How To Cope With A Melanoma Diagnosis?
To cope: to struggle or deal effectively with something difficult.
“Cope” is a word that patients often use to describe how they live with and manage a melanoma diagnosis. We have three general suggestions and several additional strategies on how to cope with melanoma.
Remember what makes you happy. Whatever has given you pleasure and calmed you in the past will likely be helpful while coping with a melanoma diagnosis. Whether it’s talking to a spiritual advisor, hiking, or meditating, try to keep doing whatever has made you happy—it will likely still make you happy and important to continue while you fight this battle.
Strive for normalcy. Try to maintain a normal lifestyle as much as possible. Routine and normalcy can combat the “out of control” feeling that cancer causes.
Educate yourself. Finally, educating yourself on melanoma is important. Cancer can make you feel powerless, but knowledge is power, so it’s one way to take back some of that feeling of powerlessness.
Six Helpful Strategies
1. Gather Facts
Gather as much information as you can about your diagnosis, prognosis, and treatment. This website is one of your best resources: We have information on everything from an explanation of pathology reports to lists of melanoma specialists across the nation. Each section is designed to lead you to the next one. Read everything to help you gather as many facts about your disease as possible.
2. Ask Questions
Take stock after you’ve gathered basic facts: What do you still need to know? Write a list of questions and bring them to your next doctor’s appointment. Make sure you know the answers to the following questions. If you don’t, ask them.
- What stage of melanoma do I have?
- What other tests or procedures do I need?
- What are my treatment options?
- How will the treatment benefit me?
- What can I expect during treatment?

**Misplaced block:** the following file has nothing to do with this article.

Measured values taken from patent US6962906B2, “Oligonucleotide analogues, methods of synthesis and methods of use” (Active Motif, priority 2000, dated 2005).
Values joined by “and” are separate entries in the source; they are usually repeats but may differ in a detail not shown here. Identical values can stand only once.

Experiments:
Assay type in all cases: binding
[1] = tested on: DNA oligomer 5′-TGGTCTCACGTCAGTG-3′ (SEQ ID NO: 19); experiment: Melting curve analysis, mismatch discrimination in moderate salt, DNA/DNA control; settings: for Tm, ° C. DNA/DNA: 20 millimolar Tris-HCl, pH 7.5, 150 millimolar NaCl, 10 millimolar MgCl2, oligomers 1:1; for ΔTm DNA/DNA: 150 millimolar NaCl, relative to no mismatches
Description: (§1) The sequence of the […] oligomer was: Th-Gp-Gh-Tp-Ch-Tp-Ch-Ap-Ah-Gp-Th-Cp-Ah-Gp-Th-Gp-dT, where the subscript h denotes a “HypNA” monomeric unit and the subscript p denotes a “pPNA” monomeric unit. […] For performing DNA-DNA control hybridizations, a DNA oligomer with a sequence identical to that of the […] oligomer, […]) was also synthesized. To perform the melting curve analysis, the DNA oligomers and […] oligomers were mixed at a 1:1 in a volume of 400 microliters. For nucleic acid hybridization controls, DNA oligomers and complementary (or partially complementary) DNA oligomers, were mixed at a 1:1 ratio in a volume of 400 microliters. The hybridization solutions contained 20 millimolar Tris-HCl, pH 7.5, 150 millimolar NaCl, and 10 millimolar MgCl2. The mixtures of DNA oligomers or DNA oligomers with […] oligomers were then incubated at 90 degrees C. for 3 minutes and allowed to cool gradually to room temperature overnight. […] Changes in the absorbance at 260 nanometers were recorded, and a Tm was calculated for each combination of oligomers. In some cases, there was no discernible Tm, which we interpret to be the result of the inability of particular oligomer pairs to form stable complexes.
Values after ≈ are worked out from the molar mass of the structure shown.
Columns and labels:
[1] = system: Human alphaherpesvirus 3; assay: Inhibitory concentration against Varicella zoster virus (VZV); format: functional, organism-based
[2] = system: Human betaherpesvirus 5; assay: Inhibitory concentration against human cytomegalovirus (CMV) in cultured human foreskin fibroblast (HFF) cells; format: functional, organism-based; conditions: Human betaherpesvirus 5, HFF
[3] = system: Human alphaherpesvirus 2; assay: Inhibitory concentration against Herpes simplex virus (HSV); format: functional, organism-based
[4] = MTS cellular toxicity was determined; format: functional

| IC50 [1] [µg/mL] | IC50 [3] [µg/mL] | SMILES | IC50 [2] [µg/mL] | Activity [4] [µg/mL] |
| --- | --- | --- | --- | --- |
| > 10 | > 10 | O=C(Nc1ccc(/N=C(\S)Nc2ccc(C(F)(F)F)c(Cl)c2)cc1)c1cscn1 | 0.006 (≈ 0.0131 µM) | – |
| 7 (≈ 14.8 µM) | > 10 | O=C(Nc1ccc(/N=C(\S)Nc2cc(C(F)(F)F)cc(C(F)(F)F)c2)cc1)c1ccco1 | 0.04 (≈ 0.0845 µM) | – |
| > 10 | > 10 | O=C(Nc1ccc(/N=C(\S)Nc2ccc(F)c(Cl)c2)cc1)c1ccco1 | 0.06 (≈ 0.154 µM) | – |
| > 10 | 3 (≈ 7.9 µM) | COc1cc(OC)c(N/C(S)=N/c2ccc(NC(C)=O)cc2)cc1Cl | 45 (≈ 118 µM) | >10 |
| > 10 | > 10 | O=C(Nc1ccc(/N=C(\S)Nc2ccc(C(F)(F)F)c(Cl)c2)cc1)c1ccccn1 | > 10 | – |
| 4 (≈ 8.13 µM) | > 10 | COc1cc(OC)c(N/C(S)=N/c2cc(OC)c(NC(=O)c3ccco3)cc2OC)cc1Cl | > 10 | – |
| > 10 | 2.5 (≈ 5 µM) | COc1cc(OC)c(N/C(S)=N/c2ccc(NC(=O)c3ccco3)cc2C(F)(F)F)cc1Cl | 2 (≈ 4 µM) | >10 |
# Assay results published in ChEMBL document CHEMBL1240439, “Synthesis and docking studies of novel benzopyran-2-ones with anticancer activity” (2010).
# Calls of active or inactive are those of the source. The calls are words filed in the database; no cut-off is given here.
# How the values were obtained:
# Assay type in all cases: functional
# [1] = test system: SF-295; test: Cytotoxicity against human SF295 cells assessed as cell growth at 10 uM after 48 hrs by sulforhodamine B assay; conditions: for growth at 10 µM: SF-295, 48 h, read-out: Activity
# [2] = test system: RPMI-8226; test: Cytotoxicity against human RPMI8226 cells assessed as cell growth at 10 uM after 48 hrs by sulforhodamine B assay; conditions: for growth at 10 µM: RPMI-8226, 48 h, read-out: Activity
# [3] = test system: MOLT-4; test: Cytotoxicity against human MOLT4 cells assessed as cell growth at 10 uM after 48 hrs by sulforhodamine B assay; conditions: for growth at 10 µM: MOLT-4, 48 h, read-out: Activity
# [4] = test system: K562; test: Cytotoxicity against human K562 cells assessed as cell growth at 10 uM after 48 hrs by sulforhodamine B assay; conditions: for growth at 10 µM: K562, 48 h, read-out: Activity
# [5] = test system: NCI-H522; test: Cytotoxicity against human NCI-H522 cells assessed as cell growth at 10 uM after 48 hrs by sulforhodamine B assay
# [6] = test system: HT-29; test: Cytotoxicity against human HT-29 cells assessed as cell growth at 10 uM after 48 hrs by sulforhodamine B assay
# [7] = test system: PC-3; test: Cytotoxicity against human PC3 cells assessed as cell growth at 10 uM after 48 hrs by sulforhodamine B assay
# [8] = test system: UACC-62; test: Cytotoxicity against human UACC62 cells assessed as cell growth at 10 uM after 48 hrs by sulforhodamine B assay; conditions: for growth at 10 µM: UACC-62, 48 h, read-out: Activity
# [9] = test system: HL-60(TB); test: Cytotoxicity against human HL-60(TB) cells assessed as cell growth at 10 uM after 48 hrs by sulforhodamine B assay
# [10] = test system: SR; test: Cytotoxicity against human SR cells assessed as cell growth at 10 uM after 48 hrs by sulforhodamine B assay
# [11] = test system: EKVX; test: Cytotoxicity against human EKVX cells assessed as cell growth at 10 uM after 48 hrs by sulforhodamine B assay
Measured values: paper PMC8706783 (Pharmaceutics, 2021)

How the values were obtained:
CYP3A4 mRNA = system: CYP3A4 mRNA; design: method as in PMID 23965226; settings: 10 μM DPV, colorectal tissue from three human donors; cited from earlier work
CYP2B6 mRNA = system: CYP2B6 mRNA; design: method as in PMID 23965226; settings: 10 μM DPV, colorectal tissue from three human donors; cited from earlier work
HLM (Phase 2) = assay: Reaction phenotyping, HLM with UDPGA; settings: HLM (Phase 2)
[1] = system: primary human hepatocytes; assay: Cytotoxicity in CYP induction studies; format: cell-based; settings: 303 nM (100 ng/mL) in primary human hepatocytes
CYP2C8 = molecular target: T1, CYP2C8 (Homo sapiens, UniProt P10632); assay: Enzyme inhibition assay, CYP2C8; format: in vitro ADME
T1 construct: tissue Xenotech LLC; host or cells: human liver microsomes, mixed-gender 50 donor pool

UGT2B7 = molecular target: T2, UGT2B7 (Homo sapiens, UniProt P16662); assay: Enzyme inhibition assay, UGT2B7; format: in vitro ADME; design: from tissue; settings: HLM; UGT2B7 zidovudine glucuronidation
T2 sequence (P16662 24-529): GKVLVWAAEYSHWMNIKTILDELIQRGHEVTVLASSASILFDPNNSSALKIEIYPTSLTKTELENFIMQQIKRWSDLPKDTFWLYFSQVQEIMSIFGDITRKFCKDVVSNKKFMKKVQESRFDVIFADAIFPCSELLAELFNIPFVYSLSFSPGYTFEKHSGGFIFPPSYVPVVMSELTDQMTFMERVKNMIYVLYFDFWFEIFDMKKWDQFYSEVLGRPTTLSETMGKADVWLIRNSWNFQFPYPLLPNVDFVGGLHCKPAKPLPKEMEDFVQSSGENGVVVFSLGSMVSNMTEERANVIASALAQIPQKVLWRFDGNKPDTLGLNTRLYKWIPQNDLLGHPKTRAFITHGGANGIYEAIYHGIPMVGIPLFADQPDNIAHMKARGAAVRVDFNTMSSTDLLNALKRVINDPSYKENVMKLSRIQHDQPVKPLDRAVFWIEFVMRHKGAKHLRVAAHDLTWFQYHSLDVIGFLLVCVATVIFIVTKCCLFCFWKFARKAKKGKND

- What are the side effects of the treatment?
- What can I do to prevent melanoma from recurring?
3. Accept Help
Friends and family will ask what they can do to help. Let them run errands, provide transportation, prepare meals, provide childcare, or help you with household chores. You’ll both benefit.
4. Talk to Peers
Sometimes it will feel as if people who haven’t experienced a melanoma diagnosis can’t fully understand how you’re feeling. It may help to talk to people who have been in your situation. AIM’s Peer Connect program pairs newly diagnosed patients with mentors according to criteria such as diagnosis, stage, age, gender, and preference of the person seeking support.
5. Think Health
Adequate sleep, healthy food, and physical activity are all important, especially when fighting cancer. Talk to your healthcare provider about diet and exercise recommendations, and make sure you are getting enough sleep.
6. Consider Finances
Once you understand your treatment options, talk with your insurance company to check coverage and out-of-pocket costs. Then consider how medical appointments and treatment will require absence from work or home, and how that might affect you financially. If you need financial help, AIM has financial resources listed on our helpful organizations page and your hospital or treatment center might also have resources to help. Many pharmaceutical companies also provide financial assistance.